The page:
Log on to any of the well used online angling forums and there will always find threads starting: “What’s the stiffest pole?” or “What pole float do you use for this, that or the other?” About once a week someone will ask about seat boxes, and they will get loads of replies from people who have just spent £1,000 on the latest Rive and want to tell everyone about how good they are!
The latest poles, new floats and seat boxes are the things that look good, and people will always want to talk about them, but there is something that is probably more important to whether or not you have a successful day’s fishing, and that’s the humble hook! Today there are literally hundreds of quality patterns to choose from, so how do you make that choice from all the different packets on the shelves?
When I started match fishing it was much simpler, as finding a quality hook was vital. The things that we now take for granted now like chemical sharpening and high carbon steel were some way off – and before any of you think that I’m beginning to sound like I started my angling career with hooks crafted from bone I’d better state that I’m ‘only’ 45, so I’m talking about fishing in the late 70s and 80s!
Hooks from yesteryear weren’t as durable or kept their sharp points like they do now. Also, the barbs, for those who still use them, seemed to be a lot bigger back then.
I can remember in the early 80s when the ‘whisker barb’ hook was introduced. Sold under the Kamatsu brand (now called kamasan), for me it was a big breakthrough in hook design. And before long everyone I knew was using them. No longer did you suffer from dull points and bumped fish after an hour of catching, like you did with other hooks that were available at the time which were sold in little paper envelopes inside cardboard boxes! My maggots never burst when I threaded them over the tiny barb. And despite their fine wire they were strong enough for all the fish I would encounter. (Remember this was 1983 BC – before carp!)
For anyone wanting to try these old-fashioned wonder hooks, they are still available but are now called Kamasan B520s. So, do I still use them? No, I moved onto a pattern that I considered more durable, but with the same wire thickness. Now hooks were being made from high-carbon steel and the pattern I really liked were made by Katsuichi and were labelled SP110. I first saw these in about 1990/91 at the one of the national angling shows. They were being distributed by FLY and cost around £3.50 for 20, which considering all the competitors were the standard 99p for 10, made them a pricey alternative. At the show Ray Malle was helping out on the FLY stand, and handing out samples, so I got in line and was handed a packet. I was a little disappointed to find only one hook in it! Needless to say I visited the FLY stand a further 14 times throughout the day to build up a healthy stock!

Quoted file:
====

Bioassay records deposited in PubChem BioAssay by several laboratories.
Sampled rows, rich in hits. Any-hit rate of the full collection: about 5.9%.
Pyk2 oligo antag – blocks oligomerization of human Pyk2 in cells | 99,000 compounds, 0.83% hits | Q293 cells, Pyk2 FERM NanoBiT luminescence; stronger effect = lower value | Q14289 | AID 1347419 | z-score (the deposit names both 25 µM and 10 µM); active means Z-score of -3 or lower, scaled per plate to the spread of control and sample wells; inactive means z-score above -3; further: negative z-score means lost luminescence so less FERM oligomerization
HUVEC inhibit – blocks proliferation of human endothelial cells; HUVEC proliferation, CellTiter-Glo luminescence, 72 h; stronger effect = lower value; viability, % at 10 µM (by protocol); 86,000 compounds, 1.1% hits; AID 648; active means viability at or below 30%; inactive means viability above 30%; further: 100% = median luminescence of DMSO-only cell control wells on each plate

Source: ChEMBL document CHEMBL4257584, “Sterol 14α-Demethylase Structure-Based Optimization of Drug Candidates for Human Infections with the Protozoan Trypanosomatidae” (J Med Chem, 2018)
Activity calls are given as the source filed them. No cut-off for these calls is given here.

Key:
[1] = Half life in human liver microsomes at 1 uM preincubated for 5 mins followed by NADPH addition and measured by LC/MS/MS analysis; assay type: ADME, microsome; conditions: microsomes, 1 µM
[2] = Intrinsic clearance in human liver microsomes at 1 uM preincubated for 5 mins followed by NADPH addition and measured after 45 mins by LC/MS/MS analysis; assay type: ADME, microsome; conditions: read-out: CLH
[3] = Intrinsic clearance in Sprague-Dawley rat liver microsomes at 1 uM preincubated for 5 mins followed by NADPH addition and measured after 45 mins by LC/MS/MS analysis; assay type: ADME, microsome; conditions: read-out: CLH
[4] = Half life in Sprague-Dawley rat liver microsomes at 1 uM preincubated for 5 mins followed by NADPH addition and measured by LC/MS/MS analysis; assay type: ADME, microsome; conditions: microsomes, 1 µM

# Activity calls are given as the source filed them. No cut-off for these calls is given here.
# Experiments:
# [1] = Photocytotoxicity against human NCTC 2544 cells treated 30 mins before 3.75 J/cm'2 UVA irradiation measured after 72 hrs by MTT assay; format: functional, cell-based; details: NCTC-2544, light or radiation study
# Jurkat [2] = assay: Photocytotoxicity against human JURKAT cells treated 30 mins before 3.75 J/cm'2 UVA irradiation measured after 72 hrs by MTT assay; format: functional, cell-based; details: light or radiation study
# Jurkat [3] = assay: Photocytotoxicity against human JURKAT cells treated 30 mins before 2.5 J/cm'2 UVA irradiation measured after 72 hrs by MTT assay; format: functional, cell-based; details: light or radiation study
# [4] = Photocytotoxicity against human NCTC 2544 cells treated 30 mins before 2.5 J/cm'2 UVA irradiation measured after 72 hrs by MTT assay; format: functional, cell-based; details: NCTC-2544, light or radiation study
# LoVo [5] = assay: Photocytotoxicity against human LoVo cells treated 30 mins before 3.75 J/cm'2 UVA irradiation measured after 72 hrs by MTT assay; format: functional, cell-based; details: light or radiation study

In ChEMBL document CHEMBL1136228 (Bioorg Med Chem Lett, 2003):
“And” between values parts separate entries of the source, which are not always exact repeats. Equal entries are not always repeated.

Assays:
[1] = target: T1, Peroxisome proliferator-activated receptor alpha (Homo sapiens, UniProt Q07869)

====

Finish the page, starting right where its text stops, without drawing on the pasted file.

After using them, they became my hook of choice for all my maggot, caster and worm fishing. Not just those 15 free ones – I even paid for extra packets! And for people who know about my ‘carefulness’ with money will see that as a proper endorsement of this hook!
At around the same time I felt that I also wanted a hook that was a little finer for squatt, pinkie and bread punch fishing and I turned to another cult hook of the era. The Gamakatsu 6315 was silver, round bend and finer wire than the Katsuichi, but equally as sharp. These two patterns of hook were my favourites of the time, and were all I used for 95 per cent of the fishing I did!
But do I still use them? Sadly, they are both no longer available. I still have one or two in my magnetic hook box, but this simple selection of just two patterns has been replaced with about 10! These include Green Gamakatsus, Drennan Polemaster Competitions, Kamasan B560s, original Image IM1s, Tubertini Series 2s, Drennan Super Carbon Maggots, Drennan Super Spades along with the new Drennan Wide Gape pattern, Kamasan B911s and Colmic 501s… amongst others!
This does show the quality and quantity of hooks available to the angler nowadays, which I said at the beginning of this piece can be mindboggling. So, before I get myself more confused I’d better log on to some of the forums to find out which seat boxes have the best trays to store them all in! I bet someone will say it’s a £1,000 Rive!
Richard Chave fishes for Garbolino Blackmore Vale and loves bagging up with silvers on his beloved canals and rivers in the southwest of England.